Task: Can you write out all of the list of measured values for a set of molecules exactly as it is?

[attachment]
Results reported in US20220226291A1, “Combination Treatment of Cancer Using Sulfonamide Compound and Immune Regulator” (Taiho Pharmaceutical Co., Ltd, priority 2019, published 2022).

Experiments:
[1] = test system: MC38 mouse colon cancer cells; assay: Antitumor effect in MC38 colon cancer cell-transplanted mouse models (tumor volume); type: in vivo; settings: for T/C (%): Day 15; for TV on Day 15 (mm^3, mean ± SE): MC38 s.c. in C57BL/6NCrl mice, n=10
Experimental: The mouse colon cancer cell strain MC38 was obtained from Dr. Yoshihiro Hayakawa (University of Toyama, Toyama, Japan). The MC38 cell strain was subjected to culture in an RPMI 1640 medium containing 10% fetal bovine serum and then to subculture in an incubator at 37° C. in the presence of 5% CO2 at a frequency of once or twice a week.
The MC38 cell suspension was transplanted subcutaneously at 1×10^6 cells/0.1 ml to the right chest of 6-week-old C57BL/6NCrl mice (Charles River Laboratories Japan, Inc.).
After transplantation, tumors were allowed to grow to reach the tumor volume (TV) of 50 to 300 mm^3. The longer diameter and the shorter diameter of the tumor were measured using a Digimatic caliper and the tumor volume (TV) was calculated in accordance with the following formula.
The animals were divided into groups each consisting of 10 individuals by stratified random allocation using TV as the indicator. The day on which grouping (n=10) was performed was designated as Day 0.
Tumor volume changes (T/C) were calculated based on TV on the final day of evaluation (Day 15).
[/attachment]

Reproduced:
Results reported in US20220226291A1, “Combination Treatment of Cancer Using Sulfonamide Compound and Immune Regulator” (Taiho Pharmaceutical Co., Ltd, priority 2019, published 2022).

Experiments:
[1] = test system: MC38 mouse colon cancer cells; assay: Antitumor effect in MC38 colon cancer cell-transplanted mouse models (tumor volume); type: in vivo; settings: for T/C (%): Day 15; for TV on Day 15 (mm^3, mean ± SE): MC38 s.c. in C57BL/6NCrl mice, n=10
Experimental: The mouse colon cancer cell strain MC38 was obtained from Dr. Yoshihiro Hayakawa (University of Toyama, Toyama, Japan). The MC38 cell strain was subjected to culture in an RPMI 1640 medium containing 10% fetal bovine serum and then to subculture in an incubator at 37° C. in the presence of 5% CO2 at a frequency of once or twice a week.
The MC38 cell suspension was transplanted subcutaneously at 1×10^6 cells/0.1 ml to the right chest of 6-week-old C57BL/6NCrl mice (Charles River Laboratories Japan, Inc.).
After transplantation, tumors were allowed to grow to reach the tumor volume (TV) of 50 to 300 mm^3. The longer diameter and the shorter diameter of the tumor were measured using a Digimatic caliper and the tumor volume (TV) was calculated in accordance with the following formula.
The animals were divided into groups each consisting of 10 individuals by stratified random allocation using TV as the indicator. The day on which grouping (n=10) was performed was designated as Day 0.
Tumor volume changes (T/C) were calculated based on TV on the final day of evaluation (Day 15).